The Golden rule
These golden rules actually form the basis for a set of user interface design principles that guide this important software design activity.
1 Place the User in control
Most interface constraints and restriction that are imposed by a designer are intended to simplify the mode of interaction. The designer might introduce constraints and limitations to simplify the implementation of the interface. The result may be an interface that is easy to build, but frustrating to use.
- Define interaction modes in a way that does not face a user into unnecessary or undesired actions.
- Provide for flexible interaction
- Allow user interaction to be interruptible and undoable.
- Streamline interaction as skill levels advance and allow the interaction to be customized.
- Hide technical internals from the casual user.
- Design for direct interaction with objects that appear on the screen.
2 Reduce the User’s Memory Load
A well designed user interface does not tax the user’s memory. Whenever possible, the system should “remember” pertinent information and assist the user with an interaction scenario that assists recall.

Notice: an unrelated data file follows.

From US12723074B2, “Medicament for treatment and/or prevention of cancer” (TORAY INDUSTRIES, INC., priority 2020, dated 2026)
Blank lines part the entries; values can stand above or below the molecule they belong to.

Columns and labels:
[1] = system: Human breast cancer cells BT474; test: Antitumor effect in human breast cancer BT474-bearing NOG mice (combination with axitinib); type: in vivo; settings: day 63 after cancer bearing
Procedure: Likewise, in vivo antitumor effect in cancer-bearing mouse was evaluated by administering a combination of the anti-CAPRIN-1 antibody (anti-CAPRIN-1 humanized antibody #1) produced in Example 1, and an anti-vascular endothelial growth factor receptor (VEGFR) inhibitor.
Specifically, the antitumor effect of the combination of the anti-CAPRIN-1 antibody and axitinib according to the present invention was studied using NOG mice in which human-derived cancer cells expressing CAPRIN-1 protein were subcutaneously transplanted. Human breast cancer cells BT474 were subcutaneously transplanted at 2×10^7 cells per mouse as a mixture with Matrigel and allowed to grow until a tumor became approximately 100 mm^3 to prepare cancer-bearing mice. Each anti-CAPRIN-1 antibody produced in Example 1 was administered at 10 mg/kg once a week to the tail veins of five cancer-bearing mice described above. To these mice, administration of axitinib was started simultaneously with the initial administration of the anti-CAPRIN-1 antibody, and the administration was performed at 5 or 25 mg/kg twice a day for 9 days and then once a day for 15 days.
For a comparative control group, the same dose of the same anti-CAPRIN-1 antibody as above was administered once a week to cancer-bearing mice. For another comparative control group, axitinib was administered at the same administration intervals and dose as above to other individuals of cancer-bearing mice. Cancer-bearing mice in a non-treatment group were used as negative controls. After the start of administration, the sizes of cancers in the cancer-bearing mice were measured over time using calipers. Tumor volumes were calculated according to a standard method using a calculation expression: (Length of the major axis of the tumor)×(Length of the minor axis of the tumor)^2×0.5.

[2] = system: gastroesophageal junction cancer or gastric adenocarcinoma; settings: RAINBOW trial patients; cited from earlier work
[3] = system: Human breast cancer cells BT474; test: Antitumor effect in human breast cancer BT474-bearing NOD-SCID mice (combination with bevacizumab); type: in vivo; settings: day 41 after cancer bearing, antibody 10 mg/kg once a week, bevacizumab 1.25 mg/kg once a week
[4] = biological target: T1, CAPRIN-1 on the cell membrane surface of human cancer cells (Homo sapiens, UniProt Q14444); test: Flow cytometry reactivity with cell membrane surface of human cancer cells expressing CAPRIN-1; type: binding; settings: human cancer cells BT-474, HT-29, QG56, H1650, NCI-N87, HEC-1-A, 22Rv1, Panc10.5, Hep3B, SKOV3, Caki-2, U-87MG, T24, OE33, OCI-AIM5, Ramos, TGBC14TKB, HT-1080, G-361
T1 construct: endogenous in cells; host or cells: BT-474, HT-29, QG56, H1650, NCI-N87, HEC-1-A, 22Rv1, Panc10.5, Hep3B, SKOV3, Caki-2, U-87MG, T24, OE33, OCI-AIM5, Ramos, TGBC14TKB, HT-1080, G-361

Design principles to reduce the user’s memory load:
- Reduce demand on short-term memory. The interface should be designed to reduce the requirements to remember past actions and results. This can be accomplished by providing visual cues that enable a user to recognize past actions, rather than having to recall them.
- Establish meaningful defaults.
- Define shortcuts that are intuitive.
- The visual layout of the interface should be based on a real world metaphor.
- Disclose information in a progressive fashion.
3 Make the Interface consistent
The interface should present and acquire information in a consistent fashion. This implies that
- all visual information is organized according to a design standard that is maintained throughout all screen displays,
- input mechanisms are constrained to a limited set that are used consistently throughout the application, and
- mechanism for navigating from task to task are consistently defined and implemented.
Design principles to Make the Interface consistent:
- Allow the user to put the current task into a meaningful context. It’s important to provide indicators that enable the user to know the context of the work at hand.
- Maintain consistency across a family of applications. A set of applications should all implement the same design rules so that consistency is maintained for all interaction.
- If past interactive models have created user expectation, do not make changes unless there is a compelling reason to do so.